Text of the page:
[FlyingToaster], existing insulators that separate power-line wires from their metal towers apparently suffice to prevent EMP surges that have so far occurred (and damaged transformers) from jumping the air gap between the wires and the towers. If we are lucky, a Carrington event pulse WOULD cause electricity to bridge that gap. But then we would be UNlucky, because the gap is short enough that once the electric arc starts, the ordinary power line voltage should suffice to keep it going, thereby causing transformers to fail from the short-circuit. I specified placing the proposed lightning rods in-between the towers so that they are the closest metal around, when induced voltage rises enough for lightnings to start. Then I allow the rods to be destroyed easily by the event, to ensure the electric arcs stop. It may not be the best protection, but I'm pretty sure it would be better than nothing.
Vernon, Apr 01 2009

       So, when we build the Space Elevator(s), will it (they) act a lightning rods too?
coprocephalous, Apr 01 2009

       I suspect that the transformers could be more easily protected using inductive surge protection (capacitance "loads") than by installing air gap "spark plugs". Really the damage to the micro-electronic world would be far more significant than the damage to the power grid in any EMP event. For example, the entire contents of my town's substation could be easily replaced in a few days, but replacing the digital information systems, controls and microchips in every single device would, not so much so. We have a firm here that does nothing but make circuit boards for power control systems, the grid is dependent on such boards and literally thousands of them would need to be replaced before you could get the grid functional again.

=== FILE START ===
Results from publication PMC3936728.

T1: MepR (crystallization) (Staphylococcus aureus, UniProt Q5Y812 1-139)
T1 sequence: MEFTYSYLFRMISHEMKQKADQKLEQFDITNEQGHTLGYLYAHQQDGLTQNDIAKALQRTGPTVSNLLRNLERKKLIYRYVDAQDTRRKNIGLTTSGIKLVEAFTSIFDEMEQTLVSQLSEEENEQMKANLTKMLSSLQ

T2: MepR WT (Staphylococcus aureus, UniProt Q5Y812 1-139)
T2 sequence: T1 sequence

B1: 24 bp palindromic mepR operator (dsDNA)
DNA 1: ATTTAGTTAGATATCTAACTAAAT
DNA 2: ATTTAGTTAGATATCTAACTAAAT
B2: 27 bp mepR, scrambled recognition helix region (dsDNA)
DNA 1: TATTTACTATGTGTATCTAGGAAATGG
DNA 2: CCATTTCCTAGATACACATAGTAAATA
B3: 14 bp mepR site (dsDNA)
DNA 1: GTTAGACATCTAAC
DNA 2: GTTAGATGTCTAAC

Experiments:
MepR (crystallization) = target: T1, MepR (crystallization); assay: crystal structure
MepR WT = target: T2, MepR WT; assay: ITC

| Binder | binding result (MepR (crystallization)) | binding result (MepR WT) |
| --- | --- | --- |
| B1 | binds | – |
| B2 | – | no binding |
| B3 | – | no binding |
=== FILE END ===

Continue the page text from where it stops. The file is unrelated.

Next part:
WcW, Apr 01 2009

       [V] a "fuse" then...   

       Say you've got as the last bit of your lightning rod a metre-length section attached to the main structure by a hinge on the bottom and a bracket with a fuse-material pin halfway-up.   

       Lightning strikes, the fuse blows and the rod falls away from the wires. To reset just rotate the rod back up into position and replace the fuse-material pin with a new one... good to go for either another 500 years or until somebody thiefs the magnesium, whichever comes first.
FlyingToaster, Apr 01 2009

       [coprocephalous], I'm not sure anyone has yet considered the effect of a CME upon a space elevator. I suspect the answer will be "very bad", since the only thing we know that can work to build the thing is carbon nanotubes, an excellent electrical conductor.   

       [WcW], the surge-suppressor link I added sounds something like what you wrote. Is it?   

       [FlyingToaster], perhaps some additional spring-loading could encourage your version of this lightning rod to fall faster. Under gravity alone, I suspect it will be too slow to break the lightning before a transformer gets damaged. Thanks, though!
Vernon, Apr 01 2009

       I really like the sound of that. A partial rod that melted and fell away if the line power arced over is a good idea. Now what about lighting?
WcW, Apr 02 2009

       I don't see how it would affect a space elevator - the charge would travel straight to the ground and dissapate.   

       +1 for this idea as I'm always worried about those commies and their EMP devices!
DIYMatt, Apr 02 2009

       [WcW], ordinary lightning should not be a problem. Consider that you can mount an ordinary lightning rod on each of the towers either side of the space in which these special rods are grounded. Rods-on-towers would be much higher in the sky than the specials, located as they are beneath the powerline wires. I notice I could have said a little more about how many of these are necessary. Certainly they should be located near transformer sites, but they can also be located at multi-kilometer intervals along the route of a long-distance power line.   

       [DIYMatt], I think there is an intention of having a space station on the other end of a space elevator. Both ends of the cable would be affected....
Vernon, Apr 02 2009